Academic journal article The Middle East Journal

Continuity and Change in the Social Background of Israel's Military Elite

Academic journal article The Middle East Journal

Continuity and Change in the Social Background of Israel's Military Elite

Article excerpt

This article discusses markers of continuity and change in the social background of Israel's military elite from the establishment of the State of Israel and the Israel Defense Forces (IDF) in 1948 until the present. This is done by analyzing an original database that we have created, which includes details on the social background of all 213 officers who were promoted to the ranks of major general (Aluf) and lieutenant general (Rav Aluf) - the two highest ranks in the IDF - and who served in its general staffduring this period. The article also discusses the interplay between the characteristics of Israel's military elite, on one hand, and Israel's process of state formation and inter-sectoral relations, on the other hand.

Recent years have seen a notable expansion in the study of Israel's security sector, especially of the Israel Defense Forces (IDF), and the relationship between the civilian and security spheres in the state.1 However, among the many works dealing with these issues, very few focus on Israel's military elite. Among these studies, some present an overview of Israel's military elite and the changes it has witnessed in the past and is expected to undergo in the coming years, in view of broader political and social changes in Israel.2 Others, for their part, focus on issues that are pertinent to certain members of Israel's military elite, especially its older members, who consider themselves to be national heroes and who in the past had enjoyed the appreciation and admiration of the Israeli public but who now have to deal with physical and mental constraints related to their aging.3 Although additional works discuss the interplay between the changing composition of the IDF on one hand, and political, social, economic, and cultural developments in Israel on the other hand, their emphasis is on the IDF as a whole (with special attention to its combat units) and not on its leadership.4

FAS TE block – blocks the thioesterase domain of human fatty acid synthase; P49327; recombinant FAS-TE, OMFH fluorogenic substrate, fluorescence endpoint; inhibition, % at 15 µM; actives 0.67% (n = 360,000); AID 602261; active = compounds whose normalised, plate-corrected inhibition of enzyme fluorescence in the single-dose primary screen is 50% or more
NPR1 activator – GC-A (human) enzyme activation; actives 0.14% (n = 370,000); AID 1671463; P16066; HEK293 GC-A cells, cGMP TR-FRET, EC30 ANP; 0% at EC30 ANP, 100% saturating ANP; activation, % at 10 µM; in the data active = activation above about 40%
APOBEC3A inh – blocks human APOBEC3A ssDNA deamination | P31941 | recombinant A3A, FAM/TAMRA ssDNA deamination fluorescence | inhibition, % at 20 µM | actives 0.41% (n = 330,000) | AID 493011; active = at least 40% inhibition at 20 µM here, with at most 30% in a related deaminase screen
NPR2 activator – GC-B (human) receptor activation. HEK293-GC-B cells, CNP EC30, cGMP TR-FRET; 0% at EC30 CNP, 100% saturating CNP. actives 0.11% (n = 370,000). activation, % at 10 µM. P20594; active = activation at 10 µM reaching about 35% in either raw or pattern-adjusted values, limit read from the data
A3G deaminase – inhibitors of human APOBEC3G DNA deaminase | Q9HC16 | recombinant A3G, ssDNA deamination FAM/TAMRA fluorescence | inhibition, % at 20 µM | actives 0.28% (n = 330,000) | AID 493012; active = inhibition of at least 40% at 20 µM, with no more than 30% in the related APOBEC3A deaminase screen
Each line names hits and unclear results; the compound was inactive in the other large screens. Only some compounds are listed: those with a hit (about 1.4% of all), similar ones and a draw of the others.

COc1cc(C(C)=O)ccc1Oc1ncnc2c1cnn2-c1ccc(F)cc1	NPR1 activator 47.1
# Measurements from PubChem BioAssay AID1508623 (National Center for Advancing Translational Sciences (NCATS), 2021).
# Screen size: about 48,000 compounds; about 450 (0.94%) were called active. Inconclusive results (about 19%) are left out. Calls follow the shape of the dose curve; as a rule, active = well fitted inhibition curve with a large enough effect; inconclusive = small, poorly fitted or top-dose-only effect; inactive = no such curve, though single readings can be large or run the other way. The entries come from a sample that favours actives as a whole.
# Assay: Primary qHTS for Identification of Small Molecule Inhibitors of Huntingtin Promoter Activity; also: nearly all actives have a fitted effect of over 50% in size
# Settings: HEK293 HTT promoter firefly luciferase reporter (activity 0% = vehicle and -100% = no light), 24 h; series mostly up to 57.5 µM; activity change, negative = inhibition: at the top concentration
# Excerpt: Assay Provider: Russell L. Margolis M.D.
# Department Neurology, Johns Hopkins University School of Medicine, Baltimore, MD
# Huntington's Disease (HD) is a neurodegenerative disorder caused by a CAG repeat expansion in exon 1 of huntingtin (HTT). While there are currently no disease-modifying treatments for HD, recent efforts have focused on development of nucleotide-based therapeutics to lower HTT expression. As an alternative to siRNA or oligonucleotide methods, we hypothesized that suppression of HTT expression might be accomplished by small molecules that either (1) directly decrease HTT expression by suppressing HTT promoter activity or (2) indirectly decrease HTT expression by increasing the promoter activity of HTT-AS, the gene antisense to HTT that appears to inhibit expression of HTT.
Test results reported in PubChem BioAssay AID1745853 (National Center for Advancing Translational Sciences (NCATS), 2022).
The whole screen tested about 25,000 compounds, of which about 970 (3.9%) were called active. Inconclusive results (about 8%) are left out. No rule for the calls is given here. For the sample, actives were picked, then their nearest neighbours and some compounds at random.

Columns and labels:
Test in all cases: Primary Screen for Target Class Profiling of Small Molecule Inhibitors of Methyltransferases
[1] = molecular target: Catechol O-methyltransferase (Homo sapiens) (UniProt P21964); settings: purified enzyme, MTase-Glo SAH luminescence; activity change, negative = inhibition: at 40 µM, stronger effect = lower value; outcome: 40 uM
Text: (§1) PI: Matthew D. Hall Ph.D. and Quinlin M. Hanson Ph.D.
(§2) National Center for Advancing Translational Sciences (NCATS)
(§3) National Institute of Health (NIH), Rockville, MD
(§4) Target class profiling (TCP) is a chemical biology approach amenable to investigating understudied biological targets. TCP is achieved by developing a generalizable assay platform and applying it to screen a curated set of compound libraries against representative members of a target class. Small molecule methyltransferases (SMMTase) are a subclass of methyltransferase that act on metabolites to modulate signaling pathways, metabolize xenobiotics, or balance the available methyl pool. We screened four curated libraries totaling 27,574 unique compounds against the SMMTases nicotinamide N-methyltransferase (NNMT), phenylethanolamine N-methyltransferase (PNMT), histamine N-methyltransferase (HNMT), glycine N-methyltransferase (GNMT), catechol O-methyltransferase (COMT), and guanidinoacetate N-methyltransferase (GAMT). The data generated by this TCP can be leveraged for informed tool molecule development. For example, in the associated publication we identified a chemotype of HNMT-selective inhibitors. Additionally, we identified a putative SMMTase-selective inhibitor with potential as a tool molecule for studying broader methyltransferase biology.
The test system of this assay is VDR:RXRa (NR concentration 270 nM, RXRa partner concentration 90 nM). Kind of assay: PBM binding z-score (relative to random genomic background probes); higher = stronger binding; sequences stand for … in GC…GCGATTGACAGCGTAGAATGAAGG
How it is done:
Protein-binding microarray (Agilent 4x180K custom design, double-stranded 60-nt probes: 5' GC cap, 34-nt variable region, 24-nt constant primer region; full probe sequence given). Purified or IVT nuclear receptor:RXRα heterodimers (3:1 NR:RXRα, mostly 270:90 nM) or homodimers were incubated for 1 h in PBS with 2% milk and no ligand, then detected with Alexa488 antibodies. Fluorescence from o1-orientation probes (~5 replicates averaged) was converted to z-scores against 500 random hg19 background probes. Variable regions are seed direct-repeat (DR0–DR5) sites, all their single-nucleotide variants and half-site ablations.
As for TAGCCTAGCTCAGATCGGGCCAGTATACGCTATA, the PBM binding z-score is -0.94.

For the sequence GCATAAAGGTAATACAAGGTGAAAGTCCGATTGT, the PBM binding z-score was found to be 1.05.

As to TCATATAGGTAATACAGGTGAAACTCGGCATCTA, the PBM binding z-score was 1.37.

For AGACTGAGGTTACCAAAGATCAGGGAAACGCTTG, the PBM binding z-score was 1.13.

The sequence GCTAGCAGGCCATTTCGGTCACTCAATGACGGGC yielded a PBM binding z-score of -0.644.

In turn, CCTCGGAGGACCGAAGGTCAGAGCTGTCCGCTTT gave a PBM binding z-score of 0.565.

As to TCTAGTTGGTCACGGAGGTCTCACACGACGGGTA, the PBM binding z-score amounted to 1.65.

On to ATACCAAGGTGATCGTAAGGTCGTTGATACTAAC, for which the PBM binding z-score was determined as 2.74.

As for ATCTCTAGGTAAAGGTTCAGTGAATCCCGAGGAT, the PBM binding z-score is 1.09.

The paucity of studies on Israel's military elite in recent years is particularly striking when one considers the pivotal role attributed to members of this group - serving and retired - in all aspects of public life in Israel, including its politics, society, economy, and culture. Indeed, many studies on Israel's civil-security relationship note the accentuated role played by the IDF's high-ranking officers in policymaking,5 as well as their involvement in local and national politics in Israel after their retirement.6 The accentuated role of serving and retired high-ranking IDF officers (and other security officials) in military-civilian networks in Israel, which either buttress or undermine effective civilian control of the IDF and other security services, has also been identified.7

The above-mentioned gap in the study of Israel's military elite is further highlighted when considering earlier periods in Israel's history, and particularly the first three decades after its independence.8 Indeed, during this formative period for the state and the IDF, quite a number of studies were devoted to Israel's military elite, and examined, among other issues, its members' social background, their process of socialization, and their second careers.9 However, more up-to-date studies that address these questions are wanting.

This article proceeds from the assumption that Israel's military elite is a subject worth investigating not only because of its long-term impact on the IDF, which is the single most important actor in the area of Israel's national security, but also on account of the pivotal role that its members have played in Israeli politics, society, economy, and culture since 1948. According to a long-time observer of Israel's civil-security relationship,

Israel's military elite is important not only because it deals with an important issue in Israeli society [i.e. security], but because it is inter-woven into the political elite in the "military-political partnership." That is to say that it is not a tool for implementing policy in the hands of the political leaders, but it is an element in the governmental symbiosis itself. …

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